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Expected release date: November 26th, 2013.
My rating: 4 stars
"For Kitty Doe, it seems like an easy choice. She can either spend her life as a III in misery, looked down upon by the higher ranks and forced to leave the people she loves, or she can become a VII and join the most powerful family in the country.
If she says yes, Kitty will be Masked—surgically transformed into Lila Hart, the Prime Minister's niece, who died under mysterious circumstances. As a member of the Hart family, she will be famous. She will be adored. And for the first time, she will matter.
There's only one catch. She must also stop the rebellion that Lila secretly fostered, the same one that got her killed and one Kitty believes in. Faced with threats, conspiracies and a life that's not her own, she must decide which path to choose—and learn how to become more than a pawn in a twisted game she's only beginning to understand."
I didn't expect much. A lot of my friends didn't like Goddess Test by Aimee Carter and they warned me that I might not like Pawn. I decided to give it try anyhow and I'm glad I did. Pawn maybe did start a little bit "clumsy", but premise of this novel is so intriguing and the rest of it was really good.
One corrupted family, one low ranking girl, unexpected circumstances and few new friends. Judging by available advanced copies of books, it looks like dystopian genre is, at the moment, the most popular. That got me thinking about this whole obsession. Is it possible that every dystopian novel has fresh, new plot? Different fictional world? Can authors avoid predictability an cliches of the genre? Give us something unexpected? Answer would be hardly, but they can try. Aimee Carter tried and I think a lot of readers would be happy with what she managed to do. It is the most logical thing that even Pawn has few predictable points - like the way how new society is organized or the fact that one low ranking girl will try to change things. Even her love interest. But that is where all the similarities end.
Political games, revolution and cruelty. If you are expecting a story where future of humanity is based with who our main heroine will end up, you've picked the wrong book. Kitty Doe is "second child" - you can have only one child in this new reality. If you by a chance get second, you have to give it up. At the age of seventeen everyone takes test that will determine their role. If you rank the lowest, you're sent Elsewhere. Kitty barely manages to avoid that faith, but she doesn't want to leave her friends behind so she goes rogue. That is where her life takes completely different turn - she wakes up in the body of another girl - Lila Hart, one of the most important persons in the country. Kitty has to survive and in the meantime decide will she be a puppet, a pawn or she'll take matters in her own hand and do something with all the knowledge about what hides behind perfect picture of their leading family. Aimee Carter smartly deals with educational system of our own time - how we are told that if we are good students, we will have bright, promising future, but in the reality that holds so little importance when it comes to positions of influence and power. We still live in society where future leaders are determined by inheritance, money and legacy of their fathers.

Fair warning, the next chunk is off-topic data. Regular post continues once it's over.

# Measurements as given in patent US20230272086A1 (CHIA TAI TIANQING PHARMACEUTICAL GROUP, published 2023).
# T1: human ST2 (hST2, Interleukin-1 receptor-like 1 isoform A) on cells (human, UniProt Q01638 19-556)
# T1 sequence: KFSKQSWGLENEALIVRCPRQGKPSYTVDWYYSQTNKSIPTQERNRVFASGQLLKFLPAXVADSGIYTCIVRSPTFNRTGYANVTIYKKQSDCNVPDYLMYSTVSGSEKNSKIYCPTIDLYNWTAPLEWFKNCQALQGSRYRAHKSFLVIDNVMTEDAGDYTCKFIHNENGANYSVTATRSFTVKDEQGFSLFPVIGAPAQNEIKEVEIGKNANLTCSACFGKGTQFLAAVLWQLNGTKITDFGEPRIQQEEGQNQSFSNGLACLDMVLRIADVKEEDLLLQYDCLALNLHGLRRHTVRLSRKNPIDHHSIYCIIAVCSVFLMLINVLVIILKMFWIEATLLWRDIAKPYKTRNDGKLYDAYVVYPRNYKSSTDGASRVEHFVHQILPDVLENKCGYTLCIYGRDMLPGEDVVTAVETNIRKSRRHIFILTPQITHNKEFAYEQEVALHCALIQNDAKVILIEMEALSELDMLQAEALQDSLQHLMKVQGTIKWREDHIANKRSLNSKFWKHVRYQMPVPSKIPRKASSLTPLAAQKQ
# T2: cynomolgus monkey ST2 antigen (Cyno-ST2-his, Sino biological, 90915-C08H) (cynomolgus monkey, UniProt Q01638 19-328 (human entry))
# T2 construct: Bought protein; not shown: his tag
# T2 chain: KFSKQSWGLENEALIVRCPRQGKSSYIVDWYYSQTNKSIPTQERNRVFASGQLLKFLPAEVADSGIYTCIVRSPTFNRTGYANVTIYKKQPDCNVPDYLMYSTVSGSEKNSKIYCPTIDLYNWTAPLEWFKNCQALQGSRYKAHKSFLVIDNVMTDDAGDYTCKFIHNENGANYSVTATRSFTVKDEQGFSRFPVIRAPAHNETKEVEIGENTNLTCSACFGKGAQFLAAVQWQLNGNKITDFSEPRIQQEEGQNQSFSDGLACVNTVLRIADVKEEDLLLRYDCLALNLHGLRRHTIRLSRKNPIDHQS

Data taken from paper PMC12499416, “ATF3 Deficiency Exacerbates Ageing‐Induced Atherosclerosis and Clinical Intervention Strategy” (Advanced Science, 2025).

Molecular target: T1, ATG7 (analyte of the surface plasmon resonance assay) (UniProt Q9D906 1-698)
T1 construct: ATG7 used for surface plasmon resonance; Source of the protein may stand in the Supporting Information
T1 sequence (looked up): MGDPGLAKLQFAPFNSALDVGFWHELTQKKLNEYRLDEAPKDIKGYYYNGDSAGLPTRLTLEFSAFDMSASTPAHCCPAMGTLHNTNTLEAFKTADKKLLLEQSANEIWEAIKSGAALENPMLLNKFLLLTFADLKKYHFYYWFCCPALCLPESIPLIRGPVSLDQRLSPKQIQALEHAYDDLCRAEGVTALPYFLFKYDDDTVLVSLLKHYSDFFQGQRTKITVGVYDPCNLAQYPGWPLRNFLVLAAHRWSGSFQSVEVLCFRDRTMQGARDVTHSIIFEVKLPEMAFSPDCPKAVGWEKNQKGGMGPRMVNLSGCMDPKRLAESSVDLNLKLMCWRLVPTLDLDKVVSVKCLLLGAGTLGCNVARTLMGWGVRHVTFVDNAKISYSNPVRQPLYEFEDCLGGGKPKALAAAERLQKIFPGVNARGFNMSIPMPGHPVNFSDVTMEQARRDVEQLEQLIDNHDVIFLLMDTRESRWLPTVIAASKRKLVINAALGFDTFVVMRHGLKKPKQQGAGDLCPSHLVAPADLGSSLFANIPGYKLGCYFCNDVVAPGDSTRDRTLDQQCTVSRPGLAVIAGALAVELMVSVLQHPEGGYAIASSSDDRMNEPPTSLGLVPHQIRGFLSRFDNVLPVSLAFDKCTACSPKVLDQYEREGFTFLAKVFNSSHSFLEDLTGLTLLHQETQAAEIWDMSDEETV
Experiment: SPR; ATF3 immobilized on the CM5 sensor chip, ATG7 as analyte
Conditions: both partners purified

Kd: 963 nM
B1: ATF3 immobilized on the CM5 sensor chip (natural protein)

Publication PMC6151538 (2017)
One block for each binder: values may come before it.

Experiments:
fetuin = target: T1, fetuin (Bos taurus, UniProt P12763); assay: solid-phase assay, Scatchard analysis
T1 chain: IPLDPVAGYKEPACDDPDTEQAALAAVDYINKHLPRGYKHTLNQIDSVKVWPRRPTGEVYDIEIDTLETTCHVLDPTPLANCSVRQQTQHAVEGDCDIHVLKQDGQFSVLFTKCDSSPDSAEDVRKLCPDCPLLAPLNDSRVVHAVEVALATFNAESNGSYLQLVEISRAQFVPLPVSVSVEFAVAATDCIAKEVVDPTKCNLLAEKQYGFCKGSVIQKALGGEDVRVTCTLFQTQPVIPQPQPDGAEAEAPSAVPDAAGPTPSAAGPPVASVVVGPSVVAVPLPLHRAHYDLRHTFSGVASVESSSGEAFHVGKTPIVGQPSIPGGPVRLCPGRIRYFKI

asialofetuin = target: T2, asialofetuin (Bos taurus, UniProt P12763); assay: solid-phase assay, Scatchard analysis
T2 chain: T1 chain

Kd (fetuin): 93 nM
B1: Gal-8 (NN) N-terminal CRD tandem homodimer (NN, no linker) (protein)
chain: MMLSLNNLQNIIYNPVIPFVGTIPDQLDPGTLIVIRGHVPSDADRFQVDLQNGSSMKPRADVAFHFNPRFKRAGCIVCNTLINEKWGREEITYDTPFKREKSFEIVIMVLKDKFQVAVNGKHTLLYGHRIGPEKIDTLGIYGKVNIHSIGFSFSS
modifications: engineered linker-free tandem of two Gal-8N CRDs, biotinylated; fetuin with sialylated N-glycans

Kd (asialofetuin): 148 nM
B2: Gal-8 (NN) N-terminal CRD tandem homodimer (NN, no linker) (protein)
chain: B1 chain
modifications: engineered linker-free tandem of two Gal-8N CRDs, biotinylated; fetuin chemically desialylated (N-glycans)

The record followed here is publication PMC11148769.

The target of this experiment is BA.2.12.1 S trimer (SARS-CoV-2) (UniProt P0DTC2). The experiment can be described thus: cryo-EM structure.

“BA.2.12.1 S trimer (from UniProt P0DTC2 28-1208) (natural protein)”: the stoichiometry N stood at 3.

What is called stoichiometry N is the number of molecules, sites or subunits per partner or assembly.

Should you read this book? If you consider yourself a fan of dystopian novels, you should. This is not Hunger Games, but still I believe it will be one of the series that will offer us something worth reading.
***Note! Copy of this book was kindly provided by publisher, Harlequin Teen, via NetGalley in exchange for an honest review. We are not paid for writing reviews.***